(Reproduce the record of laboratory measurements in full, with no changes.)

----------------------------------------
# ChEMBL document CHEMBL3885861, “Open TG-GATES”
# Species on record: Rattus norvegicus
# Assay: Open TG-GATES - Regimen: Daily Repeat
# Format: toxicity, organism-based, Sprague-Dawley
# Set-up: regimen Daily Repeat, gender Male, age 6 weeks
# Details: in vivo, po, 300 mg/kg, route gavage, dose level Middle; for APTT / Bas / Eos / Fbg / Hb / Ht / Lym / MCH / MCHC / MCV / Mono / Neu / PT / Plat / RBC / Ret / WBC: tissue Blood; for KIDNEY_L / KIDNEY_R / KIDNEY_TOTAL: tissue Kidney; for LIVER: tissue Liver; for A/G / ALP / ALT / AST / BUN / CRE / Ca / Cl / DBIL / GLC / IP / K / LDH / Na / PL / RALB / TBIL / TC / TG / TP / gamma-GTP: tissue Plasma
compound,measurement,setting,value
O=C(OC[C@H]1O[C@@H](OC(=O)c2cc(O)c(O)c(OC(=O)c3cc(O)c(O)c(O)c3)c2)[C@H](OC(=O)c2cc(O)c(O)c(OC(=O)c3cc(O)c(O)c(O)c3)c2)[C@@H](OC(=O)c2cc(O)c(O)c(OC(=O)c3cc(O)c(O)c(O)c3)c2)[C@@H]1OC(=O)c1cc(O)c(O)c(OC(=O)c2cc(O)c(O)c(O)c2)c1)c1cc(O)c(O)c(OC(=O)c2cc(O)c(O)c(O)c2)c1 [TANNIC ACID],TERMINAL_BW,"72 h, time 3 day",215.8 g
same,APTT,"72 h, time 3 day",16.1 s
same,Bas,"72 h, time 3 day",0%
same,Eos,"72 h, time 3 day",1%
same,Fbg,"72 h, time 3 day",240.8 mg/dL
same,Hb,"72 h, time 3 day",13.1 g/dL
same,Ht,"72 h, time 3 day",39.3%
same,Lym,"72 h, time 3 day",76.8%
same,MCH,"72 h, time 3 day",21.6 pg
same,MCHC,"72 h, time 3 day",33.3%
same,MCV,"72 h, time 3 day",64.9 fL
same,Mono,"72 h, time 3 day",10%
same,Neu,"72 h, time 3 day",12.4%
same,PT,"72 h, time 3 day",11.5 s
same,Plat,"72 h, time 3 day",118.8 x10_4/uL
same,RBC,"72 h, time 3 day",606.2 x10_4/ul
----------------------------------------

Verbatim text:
# ChEMBL document CHEMBL3885861, “Open TG-GATES”
# Species on record: Rattus norvegicus
# Assay: Open TG-GATES - Regimen: Daily Repeat
# Format: toxicity, organism-based, Sprague-Dawley
# Set-up: regimen Daily Repeat, gender Male, age 6 weeks
# Details: in vivo, po, 300 mg/kg, route gavage, dose level Middle; for APTT / Bas / Eos / Fbg / Hb / Ht / Lym / MCH / MCHC / MCV / Mono / Neu / PT / Plat / RBC / Ret / WBC: tissue Blood; for KIDNEY_L / KIDNEY_R / KIDNEY_TOTAL: tissue Kidney; for LIVER: tissue Liver; for A/G / ALP / ALT / AST / BUN / CRE / Ca / Cl / DBIL / GLC / IP / K / LDH / Na / PL / RALB / TBIL / TC / TG / TP / gamma-GTP: tissue Plasma
compound,measurement,setting,value
O=C(OC[C@H]1O[C@@H](OC(=O)c2cc(O)c(O)c(OC(=O)c3cc(O)c(O)c(O)c3)c2)[C@H](OC(=O)c2cc(O)c(O)c(OC(=O)c3cc(O)c(O)c(O)c3)c2)[C@@H](OC(=O)c2cc(O)c(O)c(OC(=O)c3cc(O)c(O)c(O)c3)c2)[C@@H]1OC(=O)c1cc(O)c(O)c(OC(=O)c2cc(O)c(O)c(O)c2)c1)c1cc(O)c(O)c(OC(=O)c2cc(O)c(O)c(O)c2)c1 [TANNIC ACID],TERMINAL_BW,"72 h, time 3 day",215.8 g
same,APTT,"72 h, time 3 day",16.1 s
same,Bas,"72 h, time 3 day",0%
same,Eos,"72 h, time 3 day",1%
same,Fbg,"72 h, time 3 day",240.8 mg/dL
same,Hb,"72 h, time 3 day",13.1 g/dL
same,Ht,"72 h, time 3 day",39.3%
same,Lym,"72 h, time 3 day",76.8%
same,MCH,"72 h, time 3 day",21.6 pg
same,MCHC,"72 h, time 3 day",33.3%
same,MCV,"72 h, time 3 day",64.9 fL
same,Mono,"72 h, time 3 day",10%
same,Neu,"72 h, time 3 day",12.4%
same,PT,"72 h, time 3 day",11.5 s
same,Plat,"72 h, time 3 day",118.8 x10_4/uL
same,RBC,"72 h, time 3 day",606.2 x10_4/ul